'I was frantic, just frantic trying to get through.. I was pounding on his chest, screaming on the phone. There was nothing I could do.'
(TNS) - David Taffet came home last week to find his husband, Brian Cross, a little disoriented.
Cross hadn't eaten yet, so Taffet made him some dinner. But after he ate, Cross lay down, went to sleep and started snoring.
Then Cross suddenly stopped snoring. The 52-year-old, whom Taffet met at a protest against the Defense of Marriage Act seven years ago, always snored.
Taffet called 911 and was disconnected. He called back and was put on hold.
"I was frantic, just frantic trying to get through," Taffet said. "I was pounding on his chest, screaming on the phone. There was nothing I could do."
Taffet said it took 20 minutes to get through to a call taker. Once he got through, Dallas Fire-Rescue paramedics arrived in no time. They took Cross to a hospital, but within about an hour, doctors told Taffet that his husband was dead.
The death is the second to be seemingly tied to what has been dubbed a "ghost call" issue in which T-Mobile customers' phones flood the city's 911 call center with phony emergency calls, forcing legitimate emergency callers to wait in line.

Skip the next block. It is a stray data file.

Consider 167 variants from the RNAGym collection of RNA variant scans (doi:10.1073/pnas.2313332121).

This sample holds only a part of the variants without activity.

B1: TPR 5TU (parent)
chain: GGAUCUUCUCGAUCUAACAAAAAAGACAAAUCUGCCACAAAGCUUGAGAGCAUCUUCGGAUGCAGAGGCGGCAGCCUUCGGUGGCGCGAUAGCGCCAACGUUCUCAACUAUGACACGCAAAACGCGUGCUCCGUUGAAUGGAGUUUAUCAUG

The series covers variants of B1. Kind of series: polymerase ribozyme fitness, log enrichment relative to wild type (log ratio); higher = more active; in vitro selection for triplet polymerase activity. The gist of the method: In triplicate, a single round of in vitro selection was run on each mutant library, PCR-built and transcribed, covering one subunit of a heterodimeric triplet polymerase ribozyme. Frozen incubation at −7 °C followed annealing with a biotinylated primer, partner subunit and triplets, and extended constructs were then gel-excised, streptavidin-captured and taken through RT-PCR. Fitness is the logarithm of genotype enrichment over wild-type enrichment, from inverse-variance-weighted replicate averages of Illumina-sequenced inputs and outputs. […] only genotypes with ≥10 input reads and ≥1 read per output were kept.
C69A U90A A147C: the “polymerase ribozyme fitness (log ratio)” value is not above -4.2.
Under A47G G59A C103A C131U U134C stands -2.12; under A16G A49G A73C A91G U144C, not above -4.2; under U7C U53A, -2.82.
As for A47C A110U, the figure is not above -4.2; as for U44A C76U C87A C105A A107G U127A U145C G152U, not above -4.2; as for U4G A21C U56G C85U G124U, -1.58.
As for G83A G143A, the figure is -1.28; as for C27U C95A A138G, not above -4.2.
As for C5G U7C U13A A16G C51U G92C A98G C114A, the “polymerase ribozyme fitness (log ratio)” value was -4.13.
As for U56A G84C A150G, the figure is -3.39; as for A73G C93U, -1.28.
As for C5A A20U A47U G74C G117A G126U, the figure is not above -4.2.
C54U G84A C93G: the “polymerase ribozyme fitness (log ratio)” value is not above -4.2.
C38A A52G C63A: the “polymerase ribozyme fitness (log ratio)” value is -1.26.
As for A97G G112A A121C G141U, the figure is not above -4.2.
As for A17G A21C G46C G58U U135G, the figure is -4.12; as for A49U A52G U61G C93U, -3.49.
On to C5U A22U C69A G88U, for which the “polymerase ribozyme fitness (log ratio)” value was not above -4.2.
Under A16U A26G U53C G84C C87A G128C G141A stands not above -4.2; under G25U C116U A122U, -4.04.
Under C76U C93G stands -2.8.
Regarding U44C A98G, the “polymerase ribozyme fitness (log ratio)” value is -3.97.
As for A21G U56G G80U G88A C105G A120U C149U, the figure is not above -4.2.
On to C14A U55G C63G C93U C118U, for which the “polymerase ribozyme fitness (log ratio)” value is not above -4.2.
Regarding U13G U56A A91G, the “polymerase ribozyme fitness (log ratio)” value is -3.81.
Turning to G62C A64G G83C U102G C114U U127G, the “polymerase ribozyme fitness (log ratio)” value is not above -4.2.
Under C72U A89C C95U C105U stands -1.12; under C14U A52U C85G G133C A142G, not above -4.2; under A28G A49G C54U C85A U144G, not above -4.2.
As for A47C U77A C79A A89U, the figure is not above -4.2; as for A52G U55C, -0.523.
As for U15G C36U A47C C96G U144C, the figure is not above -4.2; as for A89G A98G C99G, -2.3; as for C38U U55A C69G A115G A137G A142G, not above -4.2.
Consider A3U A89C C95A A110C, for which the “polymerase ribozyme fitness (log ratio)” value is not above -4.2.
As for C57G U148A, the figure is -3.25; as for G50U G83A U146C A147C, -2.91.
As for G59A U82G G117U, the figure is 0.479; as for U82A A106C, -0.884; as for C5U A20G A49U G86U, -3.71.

It's unclear whether a quicker response would've made any difference for Cross, and Taffet isn't yet sure what caused his husband's death on March 6. But on Wednesday, Taffet showed up to Dallas City Hall and demanded answers, both as a grieving widower and as a reporter for the Dallas Voice.
"I don't want to start hearing about more people dying as a result of people waiting to get through for help," Taffet said.
But Taffet and Dallas residents were mostly left in the dark Wednesday. T-Mobile executives and city leaders said they still don't know what the problem was, other than that the trouble is unique to Dallas. But they all pledged to get to the bottom of the issue that threatens the most basic public safety tenet: a prompt response to an emergency.
Mayor Mike Rawlings called situation was "very frustrating." He apologized to Taffet and said his heart was broken for anyone who has been harmed by the long wait times.
"We need immediate answers, and we need to do everything we can to fix this," Rawlings said.